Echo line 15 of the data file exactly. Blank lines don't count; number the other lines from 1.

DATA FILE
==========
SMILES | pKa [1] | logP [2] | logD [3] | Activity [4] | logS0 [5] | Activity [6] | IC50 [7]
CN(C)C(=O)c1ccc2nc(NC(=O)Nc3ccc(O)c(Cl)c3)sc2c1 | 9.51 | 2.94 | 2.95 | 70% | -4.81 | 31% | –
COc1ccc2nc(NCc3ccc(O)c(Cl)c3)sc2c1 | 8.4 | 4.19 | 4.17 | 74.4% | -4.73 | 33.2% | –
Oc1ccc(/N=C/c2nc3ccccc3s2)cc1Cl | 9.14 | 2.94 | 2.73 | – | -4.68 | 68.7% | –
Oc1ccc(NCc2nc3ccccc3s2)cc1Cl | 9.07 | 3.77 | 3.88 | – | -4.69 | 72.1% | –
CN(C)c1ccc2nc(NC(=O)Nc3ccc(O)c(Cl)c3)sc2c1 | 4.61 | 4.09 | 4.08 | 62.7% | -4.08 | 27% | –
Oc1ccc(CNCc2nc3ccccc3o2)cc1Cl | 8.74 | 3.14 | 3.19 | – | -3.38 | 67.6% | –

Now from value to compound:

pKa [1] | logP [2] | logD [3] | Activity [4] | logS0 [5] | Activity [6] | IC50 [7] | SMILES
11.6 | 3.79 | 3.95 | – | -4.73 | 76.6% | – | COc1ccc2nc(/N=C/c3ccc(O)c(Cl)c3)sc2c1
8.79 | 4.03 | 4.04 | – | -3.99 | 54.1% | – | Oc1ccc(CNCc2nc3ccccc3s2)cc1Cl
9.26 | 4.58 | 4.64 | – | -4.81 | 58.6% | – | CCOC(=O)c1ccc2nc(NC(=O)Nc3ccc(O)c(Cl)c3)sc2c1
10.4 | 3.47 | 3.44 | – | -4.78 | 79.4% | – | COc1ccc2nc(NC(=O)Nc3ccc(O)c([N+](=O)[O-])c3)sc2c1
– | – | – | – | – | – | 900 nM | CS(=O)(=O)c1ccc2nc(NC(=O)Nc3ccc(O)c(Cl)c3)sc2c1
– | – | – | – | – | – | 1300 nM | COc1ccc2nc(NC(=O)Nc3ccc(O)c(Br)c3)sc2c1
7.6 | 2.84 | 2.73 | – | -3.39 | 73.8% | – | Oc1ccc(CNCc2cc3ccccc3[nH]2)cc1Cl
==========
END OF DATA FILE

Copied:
– | – | – | – | – | – | 1300 nM | COc1ccc2nc(NC(=O)Nc3ccc(O)c(Br)c3)sc2c1